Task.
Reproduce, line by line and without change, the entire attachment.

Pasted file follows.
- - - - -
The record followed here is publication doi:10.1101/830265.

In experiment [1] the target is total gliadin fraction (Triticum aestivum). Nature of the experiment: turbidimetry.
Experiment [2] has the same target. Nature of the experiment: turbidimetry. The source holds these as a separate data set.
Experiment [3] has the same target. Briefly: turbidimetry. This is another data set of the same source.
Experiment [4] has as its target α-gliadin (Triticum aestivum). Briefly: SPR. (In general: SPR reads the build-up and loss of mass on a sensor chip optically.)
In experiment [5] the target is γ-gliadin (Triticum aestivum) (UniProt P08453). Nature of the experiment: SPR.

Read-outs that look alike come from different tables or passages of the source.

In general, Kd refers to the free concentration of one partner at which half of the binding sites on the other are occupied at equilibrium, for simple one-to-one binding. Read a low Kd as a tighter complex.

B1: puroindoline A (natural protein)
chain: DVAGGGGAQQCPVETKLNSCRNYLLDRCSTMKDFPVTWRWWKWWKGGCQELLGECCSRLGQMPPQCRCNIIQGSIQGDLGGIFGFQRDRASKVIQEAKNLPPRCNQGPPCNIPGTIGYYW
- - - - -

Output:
The record followed here is publication doi:10.1101/830265.

In experiment [1] the target is total gliadin fraction (Triticum aestivum). Nature of the experiment: turbidimetry.
Experiment [2] has the same target. Nature of the experiment: turbidimetry. The source holds these as a separate data set.
Experiment [3] has the same target. Briefly: turbidimetry. This is another data set of the same source.
Experiment [4] has as its target α-gliadin (Triticum aestivum). Briefly: SPR. (In general: SPR reads the build-up and loss of mass on a sensor chip optically.)
In experiment [5] the target is γ-gliadin (Triticum aestivum) (UniProt P08453). Nature of the experiment: SPR.

Read-outs that look alike come from different tables or passages of the source.

In general, Kd refers to the free concentration of one partner at which half of the binding sites on the other are occupied at equilibrium, for simple one-to-one binding. Read a low Kd as a tighter complex.

B1: puroindoline A (natural protein)
chain: DVAGGGGAQQCPVETKLNSCRNYLLDRCSTMKDFPVTWRWWKWWKGGCQELLGECCSRLGQMPPQCRCNIIQGSIQGDLGGIFGFQRDRASKVIQEAKNLPPRCNQGPPCNIPGTIGYYW